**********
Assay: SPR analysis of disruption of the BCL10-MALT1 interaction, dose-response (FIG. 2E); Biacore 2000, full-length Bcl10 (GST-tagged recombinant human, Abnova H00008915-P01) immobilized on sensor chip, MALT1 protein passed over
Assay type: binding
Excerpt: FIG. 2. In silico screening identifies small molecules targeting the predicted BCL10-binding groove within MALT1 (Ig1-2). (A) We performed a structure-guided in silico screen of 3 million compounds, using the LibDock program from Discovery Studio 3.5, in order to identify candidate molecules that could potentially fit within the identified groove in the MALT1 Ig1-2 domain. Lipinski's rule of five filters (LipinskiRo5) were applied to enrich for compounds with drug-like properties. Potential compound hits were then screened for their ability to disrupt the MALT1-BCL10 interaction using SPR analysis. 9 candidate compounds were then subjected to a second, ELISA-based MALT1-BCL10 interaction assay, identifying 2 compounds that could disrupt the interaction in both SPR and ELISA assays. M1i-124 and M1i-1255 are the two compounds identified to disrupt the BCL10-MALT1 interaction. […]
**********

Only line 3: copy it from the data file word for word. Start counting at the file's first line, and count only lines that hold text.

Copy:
Excerpt: FIG. 2. In silico screening identifies small molecules targeting the predicted BCL10-binding groove within MALT1 (Ig1-2). (A) We performed a structure-guided in silico screen of 3 million compounds, using the LibDock program from Discovery Studio 3.5, in order to identify candidate molecules that could potentially fit within the identified groove in the MALT1 Ig1-2 domain. Lipinski's rule of five filters (LipinskiRo5) were applied to enrich for compounds with drug-like properties. Potential compound hits were then screened for their ability to disrupt the MALT1-BCL10 interaction using SPR analysis. 9 candidate compounds were then subjected to a second, ELISA-based MALT1-BCL10 interaction assay, identifying 2 compounds that could disrupt the interaction in both SPR and ELISA assays. M1i-124 and M1i-1255 are the two compounds identified to disrupt the BCL10-MALT1 interaction. […]